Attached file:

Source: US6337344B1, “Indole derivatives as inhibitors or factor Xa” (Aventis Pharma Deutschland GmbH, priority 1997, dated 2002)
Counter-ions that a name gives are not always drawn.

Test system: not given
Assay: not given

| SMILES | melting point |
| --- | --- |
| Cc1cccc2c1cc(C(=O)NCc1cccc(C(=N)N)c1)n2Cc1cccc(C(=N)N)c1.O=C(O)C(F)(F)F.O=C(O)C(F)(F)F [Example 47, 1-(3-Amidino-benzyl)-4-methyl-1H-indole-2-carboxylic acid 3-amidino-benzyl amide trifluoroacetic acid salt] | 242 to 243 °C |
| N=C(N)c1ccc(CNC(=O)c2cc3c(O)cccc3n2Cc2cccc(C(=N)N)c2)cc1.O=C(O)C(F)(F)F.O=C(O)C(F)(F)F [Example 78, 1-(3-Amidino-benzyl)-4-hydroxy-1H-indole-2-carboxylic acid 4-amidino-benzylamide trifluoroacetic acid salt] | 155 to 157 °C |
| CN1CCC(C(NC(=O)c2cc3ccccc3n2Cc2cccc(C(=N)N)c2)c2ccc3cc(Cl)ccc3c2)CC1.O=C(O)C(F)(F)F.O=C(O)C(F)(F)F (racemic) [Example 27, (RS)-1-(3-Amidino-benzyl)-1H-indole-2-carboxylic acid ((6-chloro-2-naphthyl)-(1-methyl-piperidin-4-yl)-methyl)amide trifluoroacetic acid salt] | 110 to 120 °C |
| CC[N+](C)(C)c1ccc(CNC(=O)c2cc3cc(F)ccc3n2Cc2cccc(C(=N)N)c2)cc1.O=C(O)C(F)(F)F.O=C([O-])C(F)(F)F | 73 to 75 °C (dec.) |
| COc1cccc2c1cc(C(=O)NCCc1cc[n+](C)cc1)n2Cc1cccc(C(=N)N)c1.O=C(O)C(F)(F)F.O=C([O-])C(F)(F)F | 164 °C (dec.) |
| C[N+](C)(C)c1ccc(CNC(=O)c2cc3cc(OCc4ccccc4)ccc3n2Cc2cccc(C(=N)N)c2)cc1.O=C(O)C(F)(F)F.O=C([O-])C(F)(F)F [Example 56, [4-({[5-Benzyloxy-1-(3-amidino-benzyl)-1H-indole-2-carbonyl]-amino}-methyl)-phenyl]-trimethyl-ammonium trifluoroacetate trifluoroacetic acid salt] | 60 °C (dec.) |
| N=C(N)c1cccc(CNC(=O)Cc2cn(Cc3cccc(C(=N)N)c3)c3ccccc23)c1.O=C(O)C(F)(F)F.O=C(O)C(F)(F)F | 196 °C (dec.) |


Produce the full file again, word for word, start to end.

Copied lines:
Source: US6337344B1, “Indole derivatives as inhibitors or factor Xa” (Aventis Pharma Deutschland GmbH, priority 1997, dated 2002)
Counter-ions that a name gives are not always drawn.

Test system: not given
Assay: not given

| SMILES | melting point |
| --- | --- |
| Cc1cccc2c1cc(C(=O)NCc1cccc(C(=N)N)c1)n2Cc1cccc(C(=N)N)c1.O=C(O)C(F)(F)F.O=C(O)C(F)(F)F [Example 47, 1-(3-Amidino-benzyl)-4-methyl-1H-indole-2-carboxylic acid 3-amidino-benzyl amide trifluoroacetic acid salt] | 242 to 243 °C |
| N=C(N)c1ccc(CNC(=O)c2cc3c(O)cccc3n2Cc2cccc(C(=N)N)c2)cc1.O=C(O)C(F)(F)F.O=C(O)C(F)(F)F [Example 78, 1-(3-Amidino-benzyl)-4-hydroxy-1H-indole-2-carboxylic acid 4-amidino-benzylamide trifluoroacetic acid salt] | 155 to 157 °C |
| CN1CCC(C(NC(=O)c2cc3ccccc3n2Cc2cccc(C(=N)N)c2)c2ccc3cc(Cl)ccc3c2)CC1.O=C(O)C(F)(F)F.O=C(O)C(F)(F)F (racemic) [Example 27, (RS)-1-(3-Amidino-benzyl)-1H-indole-2-carboxylic acid ((6-chloro-2-naphthyl)-(1-methyl-piperidin-4-yl)-methyl)amide trifluoroacetic acid salt] | 110 to 120 °C |
| CC[N+](C)(C)c1ccc(CNC(=O)c2cc3cc(F)ccc3n2Cc2cccc(C(=N)N)c2)cc1.O=C(O)C(F)(F)F.O=C([O-])C(F)(F)F | 73 to 75 °C (dec.) |
| COc1cccc2c1cc(C(=O)NCCc1cc[n+](C)cc1)n2Cc1cccc(C(=N)N)c1.O=C(O)C(F)(F)F.O=C([O-])C(F)(F)F | 164 °C (dec.) |
| C[N+](C)(C)c1ccc(CNC(=O)c2cc3cc(OCc4ccccc4)ccc3n2Cc2cccc(C(=N)N)c2)cc1.O=C(O)C(F)(F)F.O=C([O-])C(F)(F)F [Example 56, [4-({[5-Benzyloxy-1-(3-amidino-benzyl)-1H-indole-2-carbonyl]-amino}-methyl)-phenyl]-trimethyl-ammonium trifluoroacetate trifluoroacetic acid salt] | 60 °C (dec.) |
| N=C(N)c1cccc(CNC(=O)Cc2cn(Cc3cccc(C(=N)N)c3)c3ccccc23)c1.O=C(O)C(F)(F)F.O=C(O)C(F)(F)F | 196 °C (dec.) |